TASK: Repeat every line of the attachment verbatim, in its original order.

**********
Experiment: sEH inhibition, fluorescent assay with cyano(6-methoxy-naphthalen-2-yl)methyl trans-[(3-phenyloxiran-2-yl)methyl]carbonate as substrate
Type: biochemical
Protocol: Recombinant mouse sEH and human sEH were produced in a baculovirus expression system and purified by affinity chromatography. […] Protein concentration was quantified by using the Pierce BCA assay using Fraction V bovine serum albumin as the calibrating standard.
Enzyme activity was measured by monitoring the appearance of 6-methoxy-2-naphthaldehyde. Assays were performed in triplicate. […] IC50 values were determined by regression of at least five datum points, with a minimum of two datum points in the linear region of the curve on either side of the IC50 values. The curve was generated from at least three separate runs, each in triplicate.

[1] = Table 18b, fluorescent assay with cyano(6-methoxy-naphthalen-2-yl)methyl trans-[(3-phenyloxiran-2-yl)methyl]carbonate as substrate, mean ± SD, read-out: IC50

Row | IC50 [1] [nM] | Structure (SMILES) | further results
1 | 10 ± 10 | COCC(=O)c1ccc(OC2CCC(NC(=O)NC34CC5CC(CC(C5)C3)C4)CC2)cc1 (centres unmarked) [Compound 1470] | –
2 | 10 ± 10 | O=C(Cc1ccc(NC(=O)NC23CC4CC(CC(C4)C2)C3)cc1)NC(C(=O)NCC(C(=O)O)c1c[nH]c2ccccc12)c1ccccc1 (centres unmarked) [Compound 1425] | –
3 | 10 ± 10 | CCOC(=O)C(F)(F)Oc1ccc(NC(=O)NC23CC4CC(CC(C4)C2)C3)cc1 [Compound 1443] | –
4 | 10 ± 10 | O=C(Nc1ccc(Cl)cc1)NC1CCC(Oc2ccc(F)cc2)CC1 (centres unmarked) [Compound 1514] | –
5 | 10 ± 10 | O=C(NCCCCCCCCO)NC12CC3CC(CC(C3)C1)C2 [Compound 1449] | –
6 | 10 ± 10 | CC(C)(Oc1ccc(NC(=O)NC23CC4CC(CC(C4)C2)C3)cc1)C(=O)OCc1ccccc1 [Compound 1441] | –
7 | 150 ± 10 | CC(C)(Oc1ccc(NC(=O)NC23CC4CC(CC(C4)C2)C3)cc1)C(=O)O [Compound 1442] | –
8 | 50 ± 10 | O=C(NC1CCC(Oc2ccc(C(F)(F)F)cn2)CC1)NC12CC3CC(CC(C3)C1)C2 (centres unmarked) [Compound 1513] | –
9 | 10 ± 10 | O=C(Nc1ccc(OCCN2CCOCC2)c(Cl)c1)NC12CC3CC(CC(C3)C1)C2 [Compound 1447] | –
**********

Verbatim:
Experiment: sEH inhibition, fluorescent assay with cyano(6-methoxy-naphthalen-2-yl)methyl trans-[(3-phenyloxiran-2-yl)methyl]carbonate as substrate
Type: biochemical
Protocol: Recombinant mouse sEH and human sEH were produced in a baculovirus expression system and purified by affinity chromatography. […] Protein concentration was quantified by using the Pierce BCA assay using Fraction V bovine serum albumin as the calibrating standard.
Enzyme activity was measured by monitoring the appearance of 6-methoxy-2-naphthaldehyde. Assays were performed in triplicate. […] IC50 values were determined by regression of at least five datum points, with a minimum of two datum points in the linear region of the curve on either side of the IC50 values. The curve was generated from at least three separate runs, each in triplicate.

[1] = Table 18b, fluorescent assay with cyano(6-methoxy-naphthalen-2-yl)methyl trans-[(3-phenyloxiran-2-yl)methyl]carbonate as substrate, mean ± SD, read-out: IC50

Row | IC50 [1] [nM] | Structure (SMILES) | further results
1 | 10 ± 10 | COCC(=O)c1ccc(OC2CCC(NC(=O)NC34CC5CC(CC(C5)C3)C4)CC2)cc1 (centres unmarked) [Compound 1470] | –
2 | 10 ± 10 | O=C(Cc1ccc(NC(=O)NC23CC4CC(CC(C4)C2)C3)cc1)NC(C(=O)NCC(C(=O)O)c1c[nH]c2ccccc12)c1ccccc1 (centres unmarked) [Compound 1425] | –
3 | 10 ± 10 | CCOC(=O)C(F)(F)Oc1ccc(NC(=O)NC23CC4CC(CC(C4)C2)C3)cc1 [Compound 1443] | –
4 | 10 ± 10 | O=C(Nc1ccc(Cl)cc1)NC1CCC(Oc2ccc(F)cc2)CC1 (centres unmarked) [Compound 1514] | –
5 | 10 ± 10 | O=C(NCCCCCCCCO)NC12CC3CC(CC(C3)C1)C2 [Compound 1449] | –
6 | 10 ± 10 | CC(C)(Oc1ccc(NC(=O)NC23CC4CC(CC(C4)C2)C3)cc1)C(=O)OCc1ccccc1 [Compound 1441] | –
7 | 150 ± 10 | CC(C)(Oc1ccc(NC(=O)NC23CC4CC(CC(C4)C2)C3)cc1)C(=O)O [Compound 1442] | –
8 | 50 ± 10 | O=C(NC1CCC(Oc2ccc(C(F)(F)F)cn2)CC1)NC12CC3CC(CC(C3)C1)C2 (centres unmarked) [Compound 1513] | –
9 | 10 ± 10 | O=C(Nc1ccc(OCCN2CCOCC2)c(Cl)c1)NC12CC3CC(CC(C3)C1)C2 [Compound 1447] | –